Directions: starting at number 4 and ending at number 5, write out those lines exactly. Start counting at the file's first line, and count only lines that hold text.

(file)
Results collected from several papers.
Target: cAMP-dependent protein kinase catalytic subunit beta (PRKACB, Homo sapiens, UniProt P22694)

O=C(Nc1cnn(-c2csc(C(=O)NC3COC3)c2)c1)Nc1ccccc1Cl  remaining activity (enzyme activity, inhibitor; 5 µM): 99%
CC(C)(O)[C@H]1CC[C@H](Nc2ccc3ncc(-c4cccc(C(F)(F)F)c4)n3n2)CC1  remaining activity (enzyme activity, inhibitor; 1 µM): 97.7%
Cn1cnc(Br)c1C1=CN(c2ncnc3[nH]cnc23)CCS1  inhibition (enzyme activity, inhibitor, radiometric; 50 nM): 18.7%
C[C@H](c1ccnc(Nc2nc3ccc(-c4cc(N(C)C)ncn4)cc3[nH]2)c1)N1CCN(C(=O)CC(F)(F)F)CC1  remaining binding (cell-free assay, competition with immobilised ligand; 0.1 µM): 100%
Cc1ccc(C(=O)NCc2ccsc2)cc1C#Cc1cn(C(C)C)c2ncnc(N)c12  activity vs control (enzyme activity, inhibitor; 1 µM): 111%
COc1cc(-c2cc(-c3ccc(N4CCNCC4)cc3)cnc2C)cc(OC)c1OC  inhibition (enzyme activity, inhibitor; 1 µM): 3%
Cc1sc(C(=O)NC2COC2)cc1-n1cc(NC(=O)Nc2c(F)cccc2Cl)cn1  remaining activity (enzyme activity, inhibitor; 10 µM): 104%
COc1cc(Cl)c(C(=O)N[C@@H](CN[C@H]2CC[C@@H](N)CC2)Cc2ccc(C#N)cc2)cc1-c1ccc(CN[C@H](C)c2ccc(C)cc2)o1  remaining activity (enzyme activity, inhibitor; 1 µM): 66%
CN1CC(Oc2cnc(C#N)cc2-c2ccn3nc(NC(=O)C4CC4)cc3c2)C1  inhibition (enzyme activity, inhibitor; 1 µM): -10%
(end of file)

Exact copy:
CC(C)(O)[C@H]1CC[C@H](Nc2ccc3ncc(-c4cccc(C(F)(F)F)c4)n3n2)CC1  remaining activity (enzyme activity, inhibitor; 1 µM): 97.7%
Cn1cnc(Br)c1C1=CN(c2ncnc3[nH]cnc23)CCS1  inhibition (enzyme activity, inhibitor, radiometric; 50 nM): 18.7%